KENYA: 2.6million Children in Non-formal Schools Threatened by 2015 APBET Policy

A non-formal school in Mathare slum of NAIROBI

By Douglas Namale:

September 2015, was a remarkable year for non-formal school’s owners, the government published the Alternative Provision of Basic Education and Training (APBET) policy that recognized their schools.

Publication of the APBET policy, by the Ministry of Education, Science and Technology (Mo-EST), was touted as a game-changer among the non-formal school’s fraternity. Charles Ochieng, Kenya Informal Schools Association (KISA) chairman praised the move, saying “the policy will go a long way in formalizing non-formal schools operations”.

But his counterpart, Proteus Buluma, a chair of Kibera Langatta Complementary Schools Association (KILACOSO) was of a contrary opinion; “APBET policy is for ‘non-formal education‘, not non-formal schools.” Buluma argued, non-formal schools follow a formal curriculum, and sat the same exams as formal schools; including them in APBET is suspicious”. But Charles lauded APBET policy, saying it will improve non-formal schools performance.

Late 2016, there was an outcry among non-formal school owners; the Mo-EST demanded those applying to be registered as APBET should comply with guidelines contained in the policy. I called Charles to inquire what the nature of guidelines the Mo-EST was referring to. His response; “ officials from the Mo-EST are demanding either a title deed, allotment letter or an 8 year lease in the name of the school before your application is processed.

Damside Preparatory school Kibera: By May 2014, Kibera had about 286 non-formal schools with over 38 700 pupils.

So what is not working

Mrs. Leah Rotich, director general in the Mo-EST, says her docket is planning to role out the training of all County Directors of education on the contents of the APBET policy and its implementation. She adds, ‘the Mo-EST is formulating guidelines on the minimum requirements of an APBET school, before rolling out registration.

But Charles Ochieng disagrees with Mrs. Rotich’s assertion. He says, KISA has mobilized resources, sensitized all stakeholders, including Mo-EST officials on the said policy, but nothing is changing.

He adds, “the training Mrs. Rotich is talking about should have happened two years ago. Money has been allocated twice, but nothing has happened.” He blames the rigid guidelines contained in section 82 (1)(b) of the Basic Education Act 2013, Section 4.7 of the APBET policy and rule 5 of the Mo-EST rules on registering a school as the main barriers.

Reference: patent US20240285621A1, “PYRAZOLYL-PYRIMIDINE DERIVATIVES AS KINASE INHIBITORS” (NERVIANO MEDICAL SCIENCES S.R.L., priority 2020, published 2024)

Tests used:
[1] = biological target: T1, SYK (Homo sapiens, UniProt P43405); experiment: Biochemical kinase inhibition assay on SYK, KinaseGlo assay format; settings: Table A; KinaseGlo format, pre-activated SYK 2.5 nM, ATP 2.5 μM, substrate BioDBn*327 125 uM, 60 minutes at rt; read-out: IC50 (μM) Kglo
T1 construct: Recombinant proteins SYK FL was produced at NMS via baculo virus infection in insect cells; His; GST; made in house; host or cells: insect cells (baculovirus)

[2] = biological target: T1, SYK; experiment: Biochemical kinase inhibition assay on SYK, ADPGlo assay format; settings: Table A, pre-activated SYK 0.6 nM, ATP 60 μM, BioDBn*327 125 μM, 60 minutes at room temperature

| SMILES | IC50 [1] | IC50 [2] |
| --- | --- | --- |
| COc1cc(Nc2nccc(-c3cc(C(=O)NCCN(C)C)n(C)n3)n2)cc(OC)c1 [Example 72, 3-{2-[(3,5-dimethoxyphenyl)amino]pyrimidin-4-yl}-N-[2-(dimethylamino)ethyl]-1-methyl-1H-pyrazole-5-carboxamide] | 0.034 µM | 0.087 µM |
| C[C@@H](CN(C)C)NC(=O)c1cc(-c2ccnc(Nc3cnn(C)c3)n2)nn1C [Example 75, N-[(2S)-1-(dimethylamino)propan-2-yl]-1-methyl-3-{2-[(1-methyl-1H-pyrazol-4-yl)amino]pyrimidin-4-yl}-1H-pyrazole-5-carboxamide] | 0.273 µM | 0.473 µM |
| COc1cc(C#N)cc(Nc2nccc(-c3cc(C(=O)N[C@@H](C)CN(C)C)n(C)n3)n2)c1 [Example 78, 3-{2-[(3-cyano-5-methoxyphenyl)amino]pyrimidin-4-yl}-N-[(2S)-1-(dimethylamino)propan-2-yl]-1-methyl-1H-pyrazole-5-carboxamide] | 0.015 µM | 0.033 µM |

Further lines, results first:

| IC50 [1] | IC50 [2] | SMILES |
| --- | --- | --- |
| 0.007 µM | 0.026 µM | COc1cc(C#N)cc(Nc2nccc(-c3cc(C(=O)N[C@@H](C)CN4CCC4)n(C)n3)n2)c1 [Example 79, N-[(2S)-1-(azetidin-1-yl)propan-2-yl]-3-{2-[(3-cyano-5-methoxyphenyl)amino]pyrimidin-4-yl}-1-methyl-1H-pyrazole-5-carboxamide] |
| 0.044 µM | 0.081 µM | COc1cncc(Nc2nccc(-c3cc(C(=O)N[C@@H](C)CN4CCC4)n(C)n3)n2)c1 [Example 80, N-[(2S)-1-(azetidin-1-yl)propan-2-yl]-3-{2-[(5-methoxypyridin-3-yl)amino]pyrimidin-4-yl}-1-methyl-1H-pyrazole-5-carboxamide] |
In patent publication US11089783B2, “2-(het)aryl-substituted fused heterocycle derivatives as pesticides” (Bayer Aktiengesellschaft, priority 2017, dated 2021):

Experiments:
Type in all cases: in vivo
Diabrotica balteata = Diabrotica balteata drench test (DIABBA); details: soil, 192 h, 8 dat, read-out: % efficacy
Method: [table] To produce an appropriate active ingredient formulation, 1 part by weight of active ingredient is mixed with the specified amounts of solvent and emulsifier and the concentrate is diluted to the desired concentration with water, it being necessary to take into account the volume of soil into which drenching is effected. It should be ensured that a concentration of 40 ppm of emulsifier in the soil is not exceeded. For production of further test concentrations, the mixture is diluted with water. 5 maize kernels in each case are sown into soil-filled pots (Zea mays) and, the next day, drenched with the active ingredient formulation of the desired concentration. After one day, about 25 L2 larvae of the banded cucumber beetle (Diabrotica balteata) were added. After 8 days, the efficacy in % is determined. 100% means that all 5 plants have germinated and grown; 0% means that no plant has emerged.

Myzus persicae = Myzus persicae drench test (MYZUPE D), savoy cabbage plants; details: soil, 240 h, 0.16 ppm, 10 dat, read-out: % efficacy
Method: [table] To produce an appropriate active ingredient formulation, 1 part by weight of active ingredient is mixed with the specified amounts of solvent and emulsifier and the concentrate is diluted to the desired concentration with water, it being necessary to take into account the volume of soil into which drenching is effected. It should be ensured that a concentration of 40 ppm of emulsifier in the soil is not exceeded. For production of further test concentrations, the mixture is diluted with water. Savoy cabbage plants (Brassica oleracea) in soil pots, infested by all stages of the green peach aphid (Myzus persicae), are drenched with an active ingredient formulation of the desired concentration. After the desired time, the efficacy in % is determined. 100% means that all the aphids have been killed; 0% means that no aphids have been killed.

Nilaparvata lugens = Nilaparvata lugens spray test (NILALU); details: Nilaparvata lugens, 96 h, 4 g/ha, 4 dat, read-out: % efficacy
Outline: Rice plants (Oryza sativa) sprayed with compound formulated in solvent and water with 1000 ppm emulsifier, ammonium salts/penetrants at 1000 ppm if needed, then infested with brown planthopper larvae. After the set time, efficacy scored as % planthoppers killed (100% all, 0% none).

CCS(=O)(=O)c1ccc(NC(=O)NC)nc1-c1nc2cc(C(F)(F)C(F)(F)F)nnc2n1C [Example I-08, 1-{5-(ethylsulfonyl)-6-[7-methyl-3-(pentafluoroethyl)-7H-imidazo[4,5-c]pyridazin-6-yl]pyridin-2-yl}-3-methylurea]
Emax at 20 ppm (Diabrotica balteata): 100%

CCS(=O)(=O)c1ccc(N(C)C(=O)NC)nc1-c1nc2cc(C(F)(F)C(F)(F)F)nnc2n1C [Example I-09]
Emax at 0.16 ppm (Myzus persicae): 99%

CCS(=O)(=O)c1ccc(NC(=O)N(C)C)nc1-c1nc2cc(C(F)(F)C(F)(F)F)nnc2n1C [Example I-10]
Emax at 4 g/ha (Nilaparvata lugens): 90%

What does above guidelines say

Section 4.7 of the 2015 APBET policy reads:-

Standard requirements for physical facilities (Basic Education Act 2013 Sec. 82 (1) (b))

a) APBET institutions shall have at lease one of the following documents regarding land use by the institution

  1. a title deed/allotment letter that shall be in the name of the institution. Or
  2. a tenancy agreement that provides for smooth transitions in case of change of use

Section 82 (1)(b) has the same content as stated in Section 4.7, of APBET policy 2015.

Charles says, this requirement is not applicable in slums, and Mo-EST officials are using it to frustrate non-formal school owners.

I asked Charles how this clause found itself into the APBET policy, yet KISA and several other non-formal school actors were involved in the development of the policy.

He blames Prof. Jacob Kaimenyi, then Education Cabinet Secretary, for ignoring the contents agreed on at Egerton University stakeholders forum, which provided for a third document from the two mentioned in section 4.7 of the published 2015 APBET policy.

What is the noise about

Sec. 6 of 2014 Draft APBET policy reads:- (as agreed from the Egerton University stakeholders forum)

1.Standard Requirement for Physical facilities (The Basic Education Act Sec. 39 & Sec.59)

1. An APBE&T institution shall have at least one of the following documents regarding land being used by the institution:

  1. Title deed/Allotment letter that shall be in the name of the school

  2. Tenancy Agreement for a minimum 5 year period (in case of secondary) and 8 year in case of primary

  3. Letter of authority from a relevant government office in the county

According to Charles, stakeholders thought letters from chiefs, and other administration officials will be sufficient to facilitate registration, this is what informed addition of roman (iii) in the 2014 draft policy. But technocrats at the Mo-EST led by Prof. Kaimenyi deleted this part, leading to the current dilemma.

Another key element to point at is Sec. 6 of the 2014 draft APBET policy d-linked Sec. 82 (1)

(b) of the Basic Education Act 2013 with the policy. Instead it linked Section 6. of the 2014 draft policy with Sec. 39 and 59 of the Basic Education Act 2013.

Section 39 of the Basic Education Act 2013, emphasized on the responsibility of government in actualizing article 43 (1)(j) of the constitution on the right to education, while Section 59, talks about the role of Board of Management (BoM), which essentially emphasizes on the role of the community in management of education.

Since publication of APBET in 2015, all non-formal schools were officially rendered illegal. Currently 2.6 million children go to non-formal schools across the country. If something is not done urgently to correct the current APBET standoff , this 2.6 million innocent children will continue attending illegal schools, where nobody checks quality or anything.


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